President of Maldives Mohamed Nasheed is to visit India in October at the invitation of Prime Minister Manmohan Singh to discuss issues related to climate change, ahead of the U.N. climate conference in Copenhagen in December. A former journalist and political activist, Mr. Nasheed is the first President of Maldives after introduction of multi-party democracy in the island country. Mr. Nasheed, known for his outspoken views on climate change, is of the opinion that everyone stands to loose if the Copenhagen conference does not result in an agreement. “In the course of my visit to New Delhi, I would put across the viewpoint of Maldives on the need for the developed and developing countries to treat consequences of climate change as a security rather than a environment issue,” Mr. Nasheed told a group of visiting international journalists.
Mr. Nasheed would not be represented at the Copenhagen conference though a section of the scientific community has predicted the possibility of Maldives ceasing to exist due to rise in sea levels triggered by climate change. The Maldives President said he would not be able to make it to the conference due to the “precarious financial situation” of the island nation, which consists of 196 small islands with an estimated population of 3,00,000. “Our budget deficit is 34 per cent of the Gross Domestic Product and the economists consider 14 per cent deficit as a very alarming situation. You can imagine the situation for yourself,” said Mr. Nasheed.
Mr. Nasheed said his country had excellent relations with India and looked forward to strengthening its ties in all areas. “India has been extremely cooperative and understanding of our problems.” Given the divergence of views among the developed and developing countries on issues related to climate change, experts are keeping their fingers crossed on whether or not the Copenhagen conference would yield a new global climate treaty with every minor detail in place. Mr. Nasheed said he believed if Earth had to survive in the present form, it was time for all to forget the past and move on with the future and reach an agreement at Copenhagen.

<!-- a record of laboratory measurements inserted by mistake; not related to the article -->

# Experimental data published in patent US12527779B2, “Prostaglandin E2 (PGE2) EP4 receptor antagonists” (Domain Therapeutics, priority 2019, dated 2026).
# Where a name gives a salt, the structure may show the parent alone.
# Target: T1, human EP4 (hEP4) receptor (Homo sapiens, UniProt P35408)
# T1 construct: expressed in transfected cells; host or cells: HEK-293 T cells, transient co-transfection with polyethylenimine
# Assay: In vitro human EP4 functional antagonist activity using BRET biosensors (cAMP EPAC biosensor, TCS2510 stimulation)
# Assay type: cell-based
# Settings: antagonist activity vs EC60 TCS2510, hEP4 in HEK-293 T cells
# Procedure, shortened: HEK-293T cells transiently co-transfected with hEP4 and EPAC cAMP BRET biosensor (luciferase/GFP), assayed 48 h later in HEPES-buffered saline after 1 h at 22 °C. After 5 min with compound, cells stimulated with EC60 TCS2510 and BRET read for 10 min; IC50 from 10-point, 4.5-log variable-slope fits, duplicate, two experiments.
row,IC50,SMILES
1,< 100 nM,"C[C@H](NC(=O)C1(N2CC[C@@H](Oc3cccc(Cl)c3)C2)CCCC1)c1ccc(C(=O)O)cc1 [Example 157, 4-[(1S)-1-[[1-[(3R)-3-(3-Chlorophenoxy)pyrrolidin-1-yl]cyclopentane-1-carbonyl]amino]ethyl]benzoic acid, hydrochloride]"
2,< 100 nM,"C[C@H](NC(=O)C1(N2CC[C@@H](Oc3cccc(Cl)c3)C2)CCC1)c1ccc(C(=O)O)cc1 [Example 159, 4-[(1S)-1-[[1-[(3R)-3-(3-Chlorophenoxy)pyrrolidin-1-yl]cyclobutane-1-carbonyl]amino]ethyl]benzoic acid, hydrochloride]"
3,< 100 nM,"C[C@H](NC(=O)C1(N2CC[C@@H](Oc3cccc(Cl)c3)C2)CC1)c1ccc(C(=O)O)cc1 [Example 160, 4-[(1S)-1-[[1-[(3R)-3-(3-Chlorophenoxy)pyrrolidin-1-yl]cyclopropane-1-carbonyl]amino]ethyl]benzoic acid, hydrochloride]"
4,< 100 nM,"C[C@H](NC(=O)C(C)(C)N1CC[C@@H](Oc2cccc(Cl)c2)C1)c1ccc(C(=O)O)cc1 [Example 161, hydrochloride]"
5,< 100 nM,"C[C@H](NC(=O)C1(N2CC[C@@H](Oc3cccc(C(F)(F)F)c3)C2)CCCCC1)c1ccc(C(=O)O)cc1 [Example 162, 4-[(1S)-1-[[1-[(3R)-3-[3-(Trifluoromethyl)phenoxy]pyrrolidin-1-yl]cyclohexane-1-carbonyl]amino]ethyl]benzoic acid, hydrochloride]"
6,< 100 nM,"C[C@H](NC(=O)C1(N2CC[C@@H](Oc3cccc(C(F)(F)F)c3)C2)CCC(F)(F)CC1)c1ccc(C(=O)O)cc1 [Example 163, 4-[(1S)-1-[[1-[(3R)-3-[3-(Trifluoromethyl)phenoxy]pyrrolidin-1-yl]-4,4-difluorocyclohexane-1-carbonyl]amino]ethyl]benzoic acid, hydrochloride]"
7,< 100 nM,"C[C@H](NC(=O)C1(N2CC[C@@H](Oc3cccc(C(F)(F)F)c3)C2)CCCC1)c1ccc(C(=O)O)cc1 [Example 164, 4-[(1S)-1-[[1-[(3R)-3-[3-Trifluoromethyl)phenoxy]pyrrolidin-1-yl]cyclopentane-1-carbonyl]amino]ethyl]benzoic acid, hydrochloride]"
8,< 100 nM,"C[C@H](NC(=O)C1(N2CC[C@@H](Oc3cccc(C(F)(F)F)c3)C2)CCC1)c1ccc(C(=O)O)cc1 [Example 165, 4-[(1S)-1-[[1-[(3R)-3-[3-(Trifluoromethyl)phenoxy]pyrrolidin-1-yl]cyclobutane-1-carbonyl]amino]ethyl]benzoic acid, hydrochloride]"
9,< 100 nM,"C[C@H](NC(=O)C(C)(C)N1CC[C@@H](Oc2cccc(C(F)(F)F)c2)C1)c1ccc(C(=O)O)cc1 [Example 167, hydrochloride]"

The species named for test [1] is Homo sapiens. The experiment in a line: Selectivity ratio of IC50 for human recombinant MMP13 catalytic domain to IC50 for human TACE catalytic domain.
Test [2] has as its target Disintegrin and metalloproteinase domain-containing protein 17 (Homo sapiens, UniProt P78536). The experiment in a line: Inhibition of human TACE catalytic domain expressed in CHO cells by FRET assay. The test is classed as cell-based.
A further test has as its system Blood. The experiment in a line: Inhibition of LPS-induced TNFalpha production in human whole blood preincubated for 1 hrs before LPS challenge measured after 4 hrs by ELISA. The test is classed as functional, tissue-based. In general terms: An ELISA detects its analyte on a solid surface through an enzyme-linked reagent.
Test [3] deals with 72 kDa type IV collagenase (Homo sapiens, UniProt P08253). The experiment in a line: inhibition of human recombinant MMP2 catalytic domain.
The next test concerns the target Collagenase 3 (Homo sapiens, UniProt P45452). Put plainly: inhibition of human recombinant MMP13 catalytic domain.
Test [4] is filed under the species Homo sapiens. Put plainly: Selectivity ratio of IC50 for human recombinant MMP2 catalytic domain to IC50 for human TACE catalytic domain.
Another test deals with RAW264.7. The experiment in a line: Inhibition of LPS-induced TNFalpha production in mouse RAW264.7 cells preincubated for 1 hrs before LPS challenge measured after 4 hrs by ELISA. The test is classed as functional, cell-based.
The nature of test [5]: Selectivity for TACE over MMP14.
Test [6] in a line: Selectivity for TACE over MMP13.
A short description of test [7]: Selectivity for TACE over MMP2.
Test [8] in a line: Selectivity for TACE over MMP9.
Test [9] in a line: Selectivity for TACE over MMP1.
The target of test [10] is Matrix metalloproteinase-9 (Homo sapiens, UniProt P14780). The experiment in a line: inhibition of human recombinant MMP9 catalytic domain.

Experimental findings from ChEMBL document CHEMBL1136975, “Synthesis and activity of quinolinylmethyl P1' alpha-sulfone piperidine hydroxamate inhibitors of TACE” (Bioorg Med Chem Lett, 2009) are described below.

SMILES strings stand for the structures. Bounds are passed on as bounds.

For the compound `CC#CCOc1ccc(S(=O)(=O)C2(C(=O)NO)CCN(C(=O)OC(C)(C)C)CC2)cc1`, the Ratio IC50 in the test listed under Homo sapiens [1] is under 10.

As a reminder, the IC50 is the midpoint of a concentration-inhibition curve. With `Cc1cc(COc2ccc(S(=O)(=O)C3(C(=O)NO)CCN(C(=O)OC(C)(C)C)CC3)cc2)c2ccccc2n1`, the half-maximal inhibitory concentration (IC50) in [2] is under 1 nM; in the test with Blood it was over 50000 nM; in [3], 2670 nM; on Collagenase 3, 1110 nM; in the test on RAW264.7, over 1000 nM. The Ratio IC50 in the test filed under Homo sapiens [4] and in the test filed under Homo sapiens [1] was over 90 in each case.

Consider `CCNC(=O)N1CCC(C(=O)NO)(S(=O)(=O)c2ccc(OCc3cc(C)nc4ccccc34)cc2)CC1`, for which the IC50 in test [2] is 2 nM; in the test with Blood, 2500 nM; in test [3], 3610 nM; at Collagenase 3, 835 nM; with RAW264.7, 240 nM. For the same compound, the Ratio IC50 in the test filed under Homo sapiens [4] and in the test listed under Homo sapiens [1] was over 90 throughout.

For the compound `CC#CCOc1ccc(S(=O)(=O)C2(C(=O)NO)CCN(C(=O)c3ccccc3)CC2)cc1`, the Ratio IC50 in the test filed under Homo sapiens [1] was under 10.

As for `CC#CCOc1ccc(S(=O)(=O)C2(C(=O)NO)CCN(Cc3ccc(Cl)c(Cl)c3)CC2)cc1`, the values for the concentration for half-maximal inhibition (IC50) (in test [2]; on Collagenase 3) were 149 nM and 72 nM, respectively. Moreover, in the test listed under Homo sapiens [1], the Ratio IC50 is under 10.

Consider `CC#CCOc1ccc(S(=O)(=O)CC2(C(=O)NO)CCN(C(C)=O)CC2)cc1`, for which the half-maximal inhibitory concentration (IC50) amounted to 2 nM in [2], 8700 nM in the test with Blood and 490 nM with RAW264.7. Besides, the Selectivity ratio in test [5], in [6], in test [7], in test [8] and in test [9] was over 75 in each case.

A new climate treaty at Copenhagen will replace the Kyoto Protocol, which was adopted in Kyoto, Japan, in December, 1997 and came into force on February 16, 2005. The Kyoto Protocol which sets binding targets for the reduction of greenhouse gas emissions has been signed and ratified by 184 parties of the U.N. Climate Convention.
In an article published in The New York Times just a month after he got elected in December last year, Mr. Nasheed wrote: “Any sensible head of state will tell you that the priority of high office is the defence of the realm. When I was elected President of the Maldives last month, my advisers gave me similar counsel. Like any other nation state, at any point in history, the Maldives must protect itself from the menace of foreign invasion, terrorism and espionage. Still, to be honest, I really don’t see any one wanting to invade or attack us”. “For the first time in the country’s history, however, the Maldives face a new threat. This new danger is of apocalyptic, existential proportions, and it looms silently, invisibly and menacingly over our azure horizon. I am talking about climate change and rising sea levels.”